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For those of us who have been vermicomposting for some time we have discovered the importance of moisture content as well as how much food to feed, and possibly pH. But there is one more important consideration for those of us who vermicompost in plastic or Rubbermaid tubs, and that is air or oxygen. If you are using one of those flow through tiered systems this is probably not of as much concern to you.
I do not punch holes in the sides of my tubs for air circulation or excess moisture release. Far too messy for me. Therefore, I need to compensate for air transfer in my bins.
I have four indoor bins or plastic tubs which sit in a row. I use a two bulb florescent light fixture which rests on boards on the two outside bins which are two inches taller than the two inside bins. Although the surface area of these four bins is roughly similar, the depth of the media in the two outside bins was eight inches, while the two inside bins was only six inches. I operated this way for some time before noticing the inside bins held far more worms than the outside bins.
With moisture, feed and pH being roughly the same I was at a loss as to why the two inside bins held far more worms of different sizes than the outside bins which had fewer worms and very few of them were of the smaller sizes. Then it struck me.
The reason I began vermicomposting in the first place was to feed my native fish collection. With more than 20 aquariums I had to find a cheaper means to feed my fish than those huge packages of frozen brine shrimp.
But something I learned in my fish collecting was while transporting my collected fish in those Styrofoam tropical fish shipping boxes. I discovered that I could transport more fish in the Styrofoam boxes if I kept the water depth slightly above the body depth of the largest fish than by filling these boxes full of water. Reason being was the conclusion was the deeper the media, the lesser the amount of oxygen that was being absorbed in the lower depths of the media.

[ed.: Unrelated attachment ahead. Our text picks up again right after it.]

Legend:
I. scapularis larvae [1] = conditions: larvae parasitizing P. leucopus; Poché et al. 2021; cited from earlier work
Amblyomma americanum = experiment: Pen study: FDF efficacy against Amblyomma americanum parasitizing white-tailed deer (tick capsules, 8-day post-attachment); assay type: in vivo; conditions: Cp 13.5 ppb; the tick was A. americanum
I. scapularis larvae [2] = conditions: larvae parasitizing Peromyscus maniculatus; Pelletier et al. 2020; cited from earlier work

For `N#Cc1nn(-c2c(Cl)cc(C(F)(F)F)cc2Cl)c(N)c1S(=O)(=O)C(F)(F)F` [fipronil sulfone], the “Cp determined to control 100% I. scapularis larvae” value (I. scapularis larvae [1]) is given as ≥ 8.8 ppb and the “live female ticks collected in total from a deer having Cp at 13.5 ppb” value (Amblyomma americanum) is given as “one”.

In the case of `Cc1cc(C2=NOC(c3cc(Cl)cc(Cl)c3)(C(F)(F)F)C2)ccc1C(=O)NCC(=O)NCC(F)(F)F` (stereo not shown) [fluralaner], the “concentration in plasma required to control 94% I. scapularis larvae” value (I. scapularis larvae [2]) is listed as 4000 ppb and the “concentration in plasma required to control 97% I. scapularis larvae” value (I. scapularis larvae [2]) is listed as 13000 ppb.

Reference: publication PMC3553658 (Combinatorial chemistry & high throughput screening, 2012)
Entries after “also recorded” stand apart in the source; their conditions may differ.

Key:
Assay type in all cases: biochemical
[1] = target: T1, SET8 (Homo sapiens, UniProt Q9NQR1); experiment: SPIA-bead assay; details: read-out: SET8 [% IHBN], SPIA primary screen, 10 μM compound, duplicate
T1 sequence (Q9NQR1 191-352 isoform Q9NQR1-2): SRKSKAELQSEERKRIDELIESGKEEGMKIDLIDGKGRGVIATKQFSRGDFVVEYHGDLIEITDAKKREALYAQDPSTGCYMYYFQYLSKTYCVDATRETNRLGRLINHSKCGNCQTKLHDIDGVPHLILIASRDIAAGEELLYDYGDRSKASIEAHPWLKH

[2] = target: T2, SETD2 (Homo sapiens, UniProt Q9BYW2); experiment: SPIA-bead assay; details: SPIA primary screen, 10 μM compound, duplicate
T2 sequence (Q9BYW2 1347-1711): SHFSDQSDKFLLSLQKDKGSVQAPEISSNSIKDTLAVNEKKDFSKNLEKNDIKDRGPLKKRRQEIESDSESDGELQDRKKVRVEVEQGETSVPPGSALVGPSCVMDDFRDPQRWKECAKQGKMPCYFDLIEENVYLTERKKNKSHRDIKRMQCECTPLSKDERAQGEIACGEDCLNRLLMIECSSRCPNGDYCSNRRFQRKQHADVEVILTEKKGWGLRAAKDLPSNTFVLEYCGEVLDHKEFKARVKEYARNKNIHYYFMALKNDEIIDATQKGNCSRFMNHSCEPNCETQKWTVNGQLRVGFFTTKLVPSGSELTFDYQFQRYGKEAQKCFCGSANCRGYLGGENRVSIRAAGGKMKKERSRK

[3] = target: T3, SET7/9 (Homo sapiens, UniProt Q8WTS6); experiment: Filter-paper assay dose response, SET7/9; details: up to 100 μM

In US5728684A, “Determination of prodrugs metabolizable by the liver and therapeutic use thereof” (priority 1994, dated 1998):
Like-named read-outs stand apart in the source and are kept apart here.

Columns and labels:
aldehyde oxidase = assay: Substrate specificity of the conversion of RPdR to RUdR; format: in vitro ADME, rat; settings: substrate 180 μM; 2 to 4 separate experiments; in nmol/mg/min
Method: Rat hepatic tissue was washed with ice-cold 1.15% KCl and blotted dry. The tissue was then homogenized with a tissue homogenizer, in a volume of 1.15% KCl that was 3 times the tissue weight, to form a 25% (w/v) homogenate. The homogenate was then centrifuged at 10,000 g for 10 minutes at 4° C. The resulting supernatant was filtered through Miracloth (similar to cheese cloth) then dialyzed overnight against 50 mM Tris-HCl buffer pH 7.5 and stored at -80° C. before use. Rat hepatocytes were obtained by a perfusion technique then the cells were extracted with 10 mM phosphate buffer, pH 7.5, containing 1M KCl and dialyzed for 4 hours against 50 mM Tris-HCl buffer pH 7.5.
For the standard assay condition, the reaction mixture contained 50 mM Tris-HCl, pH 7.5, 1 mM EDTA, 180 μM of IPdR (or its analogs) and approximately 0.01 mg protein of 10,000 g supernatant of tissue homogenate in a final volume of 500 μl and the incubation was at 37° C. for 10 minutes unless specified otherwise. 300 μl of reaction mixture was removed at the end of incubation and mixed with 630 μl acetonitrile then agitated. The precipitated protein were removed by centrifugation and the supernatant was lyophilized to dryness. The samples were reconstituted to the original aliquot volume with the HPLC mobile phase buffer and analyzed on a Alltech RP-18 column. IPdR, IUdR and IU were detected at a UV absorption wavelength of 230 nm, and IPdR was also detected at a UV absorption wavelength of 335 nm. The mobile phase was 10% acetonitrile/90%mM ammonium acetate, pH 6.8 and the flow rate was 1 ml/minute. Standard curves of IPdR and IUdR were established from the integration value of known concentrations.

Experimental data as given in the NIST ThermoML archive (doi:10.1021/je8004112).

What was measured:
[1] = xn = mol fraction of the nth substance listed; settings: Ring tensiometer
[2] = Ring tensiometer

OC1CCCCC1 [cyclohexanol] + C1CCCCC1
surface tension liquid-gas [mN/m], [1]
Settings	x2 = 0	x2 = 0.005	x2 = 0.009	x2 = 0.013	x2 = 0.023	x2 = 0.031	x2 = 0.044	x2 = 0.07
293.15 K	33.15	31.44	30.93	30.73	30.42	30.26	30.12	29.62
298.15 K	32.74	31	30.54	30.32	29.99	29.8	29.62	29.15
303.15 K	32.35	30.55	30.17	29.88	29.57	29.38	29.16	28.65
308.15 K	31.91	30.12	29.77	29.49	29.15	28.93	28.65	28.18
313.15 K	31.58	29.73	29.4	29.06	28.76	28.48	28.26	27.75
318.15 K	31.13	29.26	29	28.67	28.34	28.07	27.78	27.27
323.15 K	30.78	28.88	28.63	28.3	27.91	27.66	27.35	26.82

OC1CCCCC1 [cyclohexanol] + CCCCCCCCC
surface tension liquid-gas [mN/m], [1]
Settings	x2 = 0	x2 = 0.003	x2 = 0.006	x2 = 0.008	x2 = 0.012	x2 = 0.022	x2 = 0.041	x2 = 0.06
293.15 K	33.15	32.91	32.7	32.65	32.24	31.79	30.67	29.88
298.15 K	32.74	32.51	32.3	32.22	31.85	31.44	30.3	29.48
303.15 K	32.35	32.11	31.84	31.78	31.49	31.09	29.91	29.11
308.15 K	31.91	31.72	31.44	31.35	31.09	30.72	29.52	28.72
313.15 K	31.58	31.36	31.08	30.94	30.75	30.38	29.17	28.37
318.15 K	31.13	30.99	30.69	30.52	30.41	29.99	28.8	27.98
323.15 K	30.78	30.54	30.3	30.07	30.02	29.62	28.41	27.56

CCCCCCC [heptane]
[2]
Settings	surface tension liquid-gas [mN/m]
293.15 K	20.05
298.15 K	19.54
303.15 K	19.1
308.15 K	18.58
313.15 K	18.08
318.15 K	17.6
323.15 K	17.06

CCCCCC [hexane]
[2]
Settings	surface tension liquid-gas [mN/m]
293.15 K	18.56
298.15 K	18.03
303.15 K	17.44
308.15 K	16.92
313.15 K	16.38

My method of feeding the worms also has a great deal to do with oxygen transfer as well. I blend my food before feeding it in a trench dug along one of the long sides of the bin. The trench is typically dug about three inches down into the media, however, I work in coffee grounds and newly soaked and drained peat most to replace the dried spent media removed from the surface of the bin. Using a hand garden fork I work the new media and coffee grounds into the bottom three inches below the trench, which helps to aerate the bottom media and work castings upward as well. By rotating the two trenches by a few days the worms have time to move into the trench most recently fed, thereby reducing the amount of disturbance to the worms.
My rule of thumb is no more than six inches of media in the indoor tubs. The same is true of outdoor composting which is nor more than two to three feet of media in the various forms I use for outdoor composting.
hey morgan.. merry christmas !!!!
i too use on sale rubbermaid tubs..
i cut out small holes on the sides of mine.. and i line the sides
with cardboard.. so i dont have spillage..but i do get some better
areation in the bins..
cant wait for spring ..LOL probably going to start cold frame for
lettuce and spinach after new yr..
stay warm my friend...
Merry Christmas Dave. Seems like this posting isn't going anywhere. I can't bring myself to poking holes in my tubs because of an unfortunate incident where I ruined a hardwood floor in a rented house during my college years. They didn't have any plastic tubs back then, but I will never forget that incident.
I released the worms late last night. One tub seem a bit lifeless, but I think it was due to a lack of oxygen. After a check this morning, looks like the majority have funneled down into the bedding. I probably need to feed them. I set the slushy slurry out last night, since it was pretty cold. I can scoop it with a spoon cause it has gelled like a soft pudding.